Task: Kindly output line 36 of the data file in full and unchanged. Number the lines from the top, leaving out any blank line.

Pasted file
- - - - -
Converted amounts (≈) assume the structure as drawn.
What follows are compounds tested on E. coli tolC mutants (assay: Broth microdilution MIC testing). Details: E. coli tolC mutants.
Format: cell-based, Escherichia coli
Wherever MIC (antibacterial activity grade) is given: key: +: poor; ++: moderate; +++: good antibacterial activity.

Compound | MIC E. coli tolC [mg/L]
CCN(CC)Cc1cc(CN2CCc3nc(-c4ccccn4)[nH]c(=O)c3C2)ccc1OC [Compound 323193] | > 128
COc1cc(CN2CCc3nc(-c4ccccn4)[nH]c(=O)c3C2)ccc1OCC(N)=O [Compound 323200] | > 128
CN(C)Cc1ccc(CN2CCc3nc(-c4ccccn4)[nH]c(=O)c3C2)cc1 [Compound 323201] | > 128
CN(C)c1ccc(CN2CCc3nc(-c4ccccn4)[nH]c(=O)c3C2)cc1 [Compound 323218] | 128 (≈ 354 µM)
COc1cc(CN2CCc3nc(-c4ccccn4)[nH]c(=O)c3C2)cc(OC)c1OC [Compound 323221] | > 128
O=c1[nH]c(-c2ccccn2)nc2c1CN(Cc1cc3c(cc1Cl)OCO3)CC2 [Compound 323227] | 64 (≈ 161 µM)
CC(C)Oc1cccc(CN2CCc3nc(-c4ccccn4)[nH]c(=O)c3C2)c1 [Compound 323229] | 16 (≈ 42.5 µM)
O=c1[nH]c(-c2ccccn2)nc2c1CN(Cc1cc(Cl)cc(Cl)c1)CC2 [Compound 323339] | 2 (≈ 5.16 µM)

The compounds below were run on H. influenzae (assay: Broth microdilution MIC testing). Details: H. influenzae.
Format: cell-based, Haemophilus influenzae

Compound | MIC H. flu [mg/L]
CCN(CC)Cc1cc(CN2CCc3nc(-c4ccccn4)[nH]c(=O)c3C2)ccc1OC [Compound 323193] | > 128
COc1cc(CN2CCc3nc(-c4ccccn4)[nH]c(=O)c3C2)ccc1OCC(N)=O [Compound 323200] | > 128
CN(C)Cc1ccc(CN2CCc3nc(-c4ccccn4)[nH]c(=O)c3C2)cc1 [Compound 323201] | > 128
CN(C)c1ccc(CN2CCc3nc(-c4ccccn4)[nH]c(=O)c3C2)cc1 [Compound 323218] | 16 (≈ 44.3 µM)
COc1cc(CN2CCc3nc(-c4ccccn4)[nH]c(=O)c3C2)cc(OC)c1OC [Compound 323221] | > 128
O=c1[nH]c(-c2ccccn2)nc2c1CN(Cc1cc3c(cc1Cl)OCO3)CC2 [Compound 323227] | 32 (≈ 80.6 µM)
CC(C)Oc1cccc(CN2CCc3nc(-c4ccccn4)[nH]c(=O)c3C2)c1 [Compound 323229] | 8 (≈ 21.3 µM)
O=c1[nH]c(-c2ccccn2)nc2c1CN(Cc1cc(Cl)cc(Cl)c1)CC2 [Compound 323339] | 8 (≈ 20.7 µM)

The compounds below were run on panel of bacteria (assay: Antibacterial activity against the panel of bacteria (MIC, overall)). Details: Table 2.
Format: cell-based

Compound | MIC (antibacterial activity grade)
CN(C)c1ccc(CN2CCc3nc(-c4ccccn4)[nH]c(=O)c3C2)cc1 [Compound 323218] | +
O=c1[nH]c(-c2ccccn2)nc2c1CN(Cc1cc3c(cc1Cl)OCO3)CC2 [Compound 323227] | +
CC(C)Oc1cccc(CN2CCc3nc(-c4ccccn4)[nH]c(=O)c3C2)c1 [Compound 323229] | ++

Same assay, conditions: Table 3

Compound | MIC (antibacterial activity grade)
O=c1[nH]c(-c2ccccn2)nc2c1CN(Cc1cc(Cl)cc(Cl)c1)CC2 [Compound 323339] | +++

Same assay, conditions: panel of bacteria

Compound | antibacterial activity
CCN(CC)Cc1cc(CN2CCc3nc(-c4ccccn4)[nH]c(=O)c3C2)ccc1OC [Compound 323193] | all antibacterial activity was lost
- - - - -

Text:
CCN(CC)Cc1cc(CN2CCc3nc(-c4ccccn4)[nH]c(=O)c3C2)ccc1OC [Compound 323193] | all antibacterial activity was lost